Volume 20, Issue 27 - July 8, 2022
By Mary Scott Nabers, CEO of Strategic Partnerships Inc.
There are multiple topics of high concern for Americans today but one that is receiving less media attention is related to the country’s water resources. Regions of high growth are vying for the same diminishing water supplies, and, at the same time, the country’s drought is sapping water in every pond, lake, river, and reservoir. Just last year, the Department of the Interior issued its first official declaration of a water-shortage in the Colorado River—a critical source of water for numerous large states. But that’s not the only area of concern. Old water system plants need to be upgraded, aging pipelines must be replaced, wastewater processes require modernization, and cyber protection should be enhanced immediately. 

Experts report that further strain on water resources could threaten a crisis. It should be noted, however, that water issues in America are being addressed. Large amounts of funding are currently available for public officials to address water issues.

One large funding source is the Water Infrastructure Finance and Innovation (WIFIA) program which invests in regional water projects with long-term, low-cost loans. In 2021 alone, the US Environmental Protection Agency awarded $8.9 billion in WIFIA loans to 40 individual water projects. Many of those projects are just now being launched and over the next several years American citizens will benefit as water systems are modernized, expanded, upgraded, and equipped with greater cybersecurity protection.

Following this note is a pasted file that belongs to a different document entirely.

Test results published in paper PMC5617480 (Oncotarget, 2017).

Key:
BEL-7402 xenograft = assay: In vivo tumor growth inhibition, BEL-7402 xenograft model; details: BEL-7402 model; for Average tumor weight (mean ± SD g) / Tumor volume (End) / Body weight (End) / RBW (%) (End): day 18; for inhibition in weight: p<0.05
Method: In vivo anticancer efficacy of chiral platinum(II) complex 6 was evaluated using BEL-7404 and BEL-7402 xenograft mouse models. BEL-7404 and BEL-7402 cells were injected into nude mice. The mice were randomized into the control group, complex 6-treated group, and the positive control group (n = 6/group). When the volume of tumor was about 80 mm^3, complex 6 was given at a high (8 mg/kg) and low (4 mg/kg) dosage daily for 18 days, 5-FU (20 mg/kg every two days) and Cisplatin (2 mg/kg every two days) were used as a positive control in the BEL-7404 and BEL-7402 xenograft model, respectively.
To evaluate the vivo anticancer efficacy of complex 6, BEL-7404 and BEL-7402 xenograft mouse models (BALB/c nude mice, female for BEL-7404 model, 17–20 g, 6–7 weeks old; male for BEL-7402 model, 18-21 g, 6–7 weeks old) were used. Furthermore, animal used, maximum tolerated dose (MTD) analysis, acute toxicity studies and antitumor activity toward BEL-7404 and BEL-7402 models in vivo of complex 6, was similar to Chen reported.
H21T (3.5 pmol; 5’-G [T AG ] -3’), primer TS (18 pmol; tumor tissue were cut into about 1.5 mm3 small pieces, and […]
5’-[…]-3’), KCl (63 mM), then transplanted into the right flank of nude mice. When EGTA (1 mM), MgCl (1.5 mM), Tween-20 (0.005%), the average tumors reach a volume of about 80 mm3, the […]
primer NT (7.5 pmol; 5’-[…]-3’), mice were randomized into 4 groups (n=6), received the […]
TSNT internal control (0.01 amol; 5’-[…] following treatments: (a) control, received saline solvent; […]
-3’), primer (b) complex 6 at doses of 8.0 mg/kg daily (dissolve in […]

The city of Houston's Fiscal Year 2023 budget began July 1, totaling $5.7 billion. The city also updated its five-year capital improvement plan (CIP). The five-year CIP is revised annually to include new projects, reflect changes in priorities, and extend the plan an additional year. The first year of the plan is the city’s current fiscal year, which runs from July 1, 2022, through June 30, 2023. The FY 2023-2027 CIP projects a total of $10.3 billion from all funding sources.

Some of the projects include the North Belt Police Station at a cost of $22,400,000. The new 35,000-square-foot facility would tie into an existing fire station located on Gears Road. The station would provide police services to the Greenspoint area.

The existing Municipal Courts facility was extensively damaged in August 2017 during Hurricane Harvey. Beginning in 2023, the city will replace the facility at a cost of $125,112,000.

The city plans to begin work on a Hispanic History Research Center in 2024 at a cost of $19,458,000. The center will provide a special collections library and a Houston Hispanic Heritage Library, allowing the public to trace their lineage and explore Houston history.

Beginning in 2023, the city plans to design and construct the 69th Street Wastewater Treatment Plant at a cost of $63,740,000. The project includes electrical, mechanical, structure, process, and piping improvements of various components to control operation and maintenance costs and ensure regulatory compliance.

The Information Technology Department plans to replace the fire department’s Emergency Alerting System in 2023 at a cost of $2,500,000. The digital/network-based alerting system would make the fire station SMART controlled by network components that interface the buildings lights, audio, paging, and alert modules with the city's dispatch system at the Houston Emergency Center.
The U.S. Department of Transportation’s Federal Aviation Administration (FAA) will award nearly $1 billion from Bipartisan Infrastructure Law funding to 85 airports across the country to improve terminals of all sizes. Eight airports in Texas will receive a total of $103,440,000.

  • Dallas-Fort Worth International Airport - $35 million: This project constructs a zero-carbon electrical central utility plan, which will assist the airport's goal of net zero carbon emissions by 2030. Phase 1 will construct the facility and convert two of five terminals. Phase 2 will convert the remaining three terminals and on-site hotel.  

  • George Bush Intercontinental Airport - $40 million: This project improves energy efficiencies, ticketing, security screening checkpoints, baggage systems, gates, and modernizes curbside access and loading bridges.